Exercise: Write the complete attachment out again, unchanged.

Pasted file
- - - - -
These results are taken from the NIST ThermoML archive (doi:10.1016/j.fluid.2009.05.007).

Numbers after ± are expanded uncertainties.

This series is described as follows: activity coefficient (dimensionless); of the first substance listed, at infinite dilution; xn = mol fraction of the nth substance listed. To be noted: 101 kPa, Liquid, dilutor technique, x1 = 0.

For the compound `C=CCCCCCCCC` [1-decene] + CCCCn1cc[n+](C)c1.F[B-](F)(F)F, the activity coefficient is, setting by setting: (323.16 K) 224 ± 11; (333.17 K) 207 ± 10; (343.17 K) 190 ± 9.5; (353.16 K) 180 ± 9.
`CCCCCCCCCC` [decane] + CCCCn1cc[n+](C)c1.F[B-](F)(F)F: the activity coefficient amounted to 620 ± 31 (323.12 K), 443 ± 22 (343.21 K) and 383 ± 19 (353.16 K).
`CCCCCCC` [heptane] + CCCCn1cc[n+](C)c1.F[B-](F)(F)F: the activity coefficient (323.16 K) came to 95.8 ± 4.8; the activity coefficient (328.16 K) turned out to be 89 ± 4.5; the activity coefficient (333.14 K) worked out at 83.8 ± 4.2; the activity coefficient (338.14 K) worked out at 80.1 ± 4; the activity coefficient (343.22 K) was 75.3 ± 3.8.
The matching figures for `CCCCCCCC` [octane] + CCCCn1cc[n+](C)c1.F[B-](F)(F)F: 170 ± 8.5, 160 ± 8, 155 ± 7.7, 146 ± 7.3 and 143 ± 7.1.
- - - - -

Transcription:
These results are taken from the NIST ThermoML archive (doi:10.1016/j.fluid.2009.05.007).

Numbers after ± are expanded uncertainties.

This series is described as follows: activity coefficient (dimensionless); of the first substance listed, at infinite dilution; xn = mol fraction of the nth substance listed. To be noted: 101 kPa, Liquid, dilutor technique, x1 = 0.

For the compound `C=CCCCCCCCC` [1-decene] + CCCCn1cc[n+](C)c1.F[B-](F)(F)F, the activity coefficient is, setting by setting: (323.16 K) 224 ± 11; (333.17 K) 207 ± 10; (343.17 K) 190 ± 9.5; (353.16 K) 180 ± 9.
`CCCCCCCCCC` [decane] + CCCCn1cc[n+](C)c1.F[B-](F)(F)F: the activity coefficient amounted to 620 ± 31 (323.12 K), 443 ± 22 (343.21 K) and 383 ± 19 (353.16 K).
`CCCCCCC` [heptane] + CCCCn1cc[n+](C)c1.F[B-](F)(F)F: the activity coefficient (323.16 K) came to 95.8 ± 4.8; the activity coefficient (328.16 K) turned out to be 89 ± 4.5; the activity coefficient (333.14 K) worked out at 83.8 ± 4.2; the activity coefficient (338.14 K) worked out at 80.1 ± 4; the activity coefficient (343.22 K) was 75.3 ± 3.8.
The matching figures for `CCCCCCCC` [octane] + CCCCn1cc[n+](C)c1.F[B-](F)(F)F: 170 ± 8.5, 160 ± 8, 155 ± 7.7, 146 ± 7.3 and 143 ± 7.1.